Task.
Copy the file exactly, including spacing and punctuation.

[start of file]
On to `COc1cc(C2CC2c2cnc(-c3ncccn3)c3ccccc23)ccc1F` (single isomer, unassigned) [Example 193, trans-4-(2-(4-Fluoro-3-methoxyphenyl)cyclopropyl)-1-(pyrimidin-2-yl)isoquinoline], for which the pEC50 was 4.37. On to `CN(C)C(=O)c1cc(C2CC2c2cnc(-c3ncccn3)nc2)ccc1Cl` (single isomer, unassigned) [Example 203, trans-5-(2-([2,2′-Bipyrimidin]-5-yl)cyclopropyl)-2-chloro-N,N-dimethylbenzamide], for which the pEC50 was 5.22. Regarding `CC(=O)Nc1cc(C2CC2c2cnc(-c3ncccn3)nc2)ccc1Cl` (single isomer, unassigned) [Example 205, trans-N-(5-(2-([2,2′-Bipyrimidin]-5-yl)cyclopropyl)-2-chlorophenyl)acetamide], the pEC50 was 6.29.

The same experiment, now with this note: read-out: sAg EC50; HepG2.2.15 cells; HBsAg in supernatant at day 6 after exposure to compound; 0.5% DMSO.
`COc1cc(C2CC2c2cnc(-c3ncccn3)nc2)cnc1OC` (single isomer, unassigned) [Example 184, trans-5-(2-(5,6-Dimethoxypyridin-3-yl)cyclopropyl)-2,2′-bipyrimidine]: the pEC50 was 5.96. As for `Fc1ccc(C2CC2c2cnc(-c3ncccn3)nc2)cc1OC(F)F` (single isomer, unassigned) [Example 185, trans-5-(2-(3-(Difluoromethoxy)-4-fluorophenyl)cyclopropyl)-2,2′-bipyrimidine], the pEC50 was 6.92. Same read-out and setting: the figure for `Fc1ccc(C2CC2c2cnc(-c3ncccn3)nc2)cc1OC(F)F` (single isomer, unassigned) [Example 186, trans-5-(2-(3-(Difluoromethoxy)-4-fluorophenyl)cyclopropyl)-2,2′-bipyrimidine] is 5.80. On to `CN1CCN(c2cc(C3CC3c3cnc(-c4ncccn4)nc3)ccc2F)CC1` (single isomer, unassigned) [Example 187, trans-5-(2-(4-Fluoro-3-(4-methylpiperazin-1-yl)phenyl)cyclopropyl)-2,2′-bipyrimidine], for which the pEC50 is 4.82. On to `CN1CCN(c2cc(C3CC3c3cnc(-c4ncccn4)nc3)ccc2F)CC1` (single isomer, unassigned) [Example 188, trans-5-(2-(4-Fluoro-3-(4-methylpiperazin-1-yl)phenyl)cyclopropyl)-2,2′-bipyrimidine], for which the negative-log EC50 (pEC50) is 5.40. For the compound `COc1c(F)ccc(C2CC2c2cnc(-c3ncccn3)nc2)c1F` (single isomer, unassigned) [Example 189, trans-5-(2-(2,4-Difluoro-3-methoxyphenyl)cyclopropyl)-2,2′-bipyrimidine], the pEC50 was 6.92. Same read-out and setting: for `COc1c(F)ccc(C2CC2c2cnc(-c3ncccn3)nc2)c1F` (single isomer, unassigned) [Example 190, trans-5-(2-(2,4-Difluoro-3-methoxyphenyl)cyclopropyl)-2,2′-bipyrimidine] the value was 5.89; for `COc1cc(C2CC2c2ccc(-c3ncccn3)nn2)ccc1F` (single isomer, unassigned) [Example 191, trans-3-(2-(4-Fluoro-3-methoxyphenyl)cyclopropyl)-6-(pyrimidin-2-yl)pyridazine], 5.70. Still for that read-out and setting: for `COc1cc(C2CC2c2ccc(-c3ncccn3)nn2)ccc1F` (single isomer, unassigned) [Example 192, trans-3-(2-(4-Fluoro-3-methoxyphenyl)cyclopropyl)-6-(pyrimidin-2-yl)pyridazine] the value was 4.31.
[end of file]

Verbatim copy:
On to `COc1cc(C2CC2c2cnc(-c3ncccn3)c3ccccc23)ccc1F` (single isomer, unassigned) [Example 193, trans-4-(2-(4-Fluoro-3-methoxyphenyl)cyclopropyl)-1-(pyrimidin-2-yl)isoquinoline], for which the pEC50 was 4.37. On to `CN(C)C(=O)c1cc(C2CC2c2cnc(-c3ncccn3)nc2)ccc1Cl` (single isomer, unassigned) [Example 203, trans-5-(2-([2,2′-Bipyrimidin]-5-yl)cyclopropyl)-2-chloro-N,N-dimethylbenzamide], for which the pEC50 was 5.22. Regarding `CC(=O)Nc1cc(C2CC2c2cnc(-c3ncccn3)nc2)ccc1Cl` (single isomer, unassigned) [Example 205, trans-N-(5-(2-([2,2′-Bipyrimidin]-5-yl)cyclopropyl)-2-chlorophenyl)acetamide], the pEC50 was 6.29.

The same experiment, now with this note: read-out: sAg EC50; HepG2.2.15 cells; HBsAg in supernatant at day 6 after exposure to compound; 0.5% DMSO.
`COc1cc(C2CC2c2cnc(-c3ncccn3)nc2)cnc1OC` (single isomer, unassigned) [Example 184, trans-5-(2-(5,6-Dimethoxypyridin-3-yl)cyclopropyl)-2,2′-bipyrimidine]: the pEC50 was 5.96. As for `Fc1ccc(C2CC2c2cnc(-c3ncccn3)nc2)cc1OC(F)F` (single isomer, unassigned) [Example 185, trans-5-(2-(3-(Difluoromethoxy)-4-fluorophenyl)cyclopropyl)-2,2′-bipyrimidine], the pEC50 was 6.92. Same read-out and setting: the figure for `Fc1ccc(C2CC2c2cnc(-c3ncccn3)nc2)cc1OC(F)F` (single isomer, unassigned) [Example 186, trans-5-(2-(3-(Difluoromethoxy)-4-fluorophenyl)cyclopropyl)-2,2′-bipyrimidine] is 5.80. On to `CN1CCN(c2cc(C3CC3c3cnc(-c4ncccn4)nc3)ccc2F)CC1` (single isomer, unassigned) [Example 187, trans-5-(2-(4-Fluoro-3-(4-methylpiperazin-1-yl)phenyl)cyclopropyl)-2,2′-bipyrimidine], for which the pEC50 is 4.82. On to `CN1CCN(c2cc(C3CC3c3cnc(-c4ncccn4)nc3)ccc2F)CC1` (single isomer, unassigned) [Example 188, trans-5-(2-(4-Fluoro-3-(4-methylpiperazin-1-yl)phenyl)cyclopropyl)-2,2′-bipyrimidine], for which the negative-log EC50 (pEC50) is 5.40. For the compound `COc1c(F)ccc(C2CC2c2cnc(-c3ncccn3)nc2)c1F` (single isomer, unassigned) [Example 189, trans-5-(2-(2,4-Difluoro-3-methoxyphenyl)cyclopropyl)-2,2′-bipyrimidine], the pEC50 was 6.92. Same read-out and setting: for `COc1c(F)ccc(C2CC2c2cnc(-c3ncccn3)nc2)c1F` (single isomer, unassigned) [Example 190, trans-5-(2-(2,4-Difluoro-3-methoxyphenyl)cyclopropyl)-2,2′-bipyrimidine] the value was 5.89; for `COc1cc(C2CC2c2ccc(-c3ncccn3)nn2)ccc1F` (single isomer, unassigned) [Example 191, trans-3-(2-(4-Fluoro-3-methoxyphenyl)cyclopropyl)-6-(pyrimidin-2-yl)pyridazine], 5.70. Still for that read-out and setting: for `COc1cc(C2CC2c2ccc(-c3ncccn3)nn2)ccc1F` (single isomer, unassigned) [Example 192, trans-3-(2-(4-Fluoro-3-methoxyphenyl)cyclopropyl)-6-(pyrimidin-2-yl)pyridazine] the value was 4.31.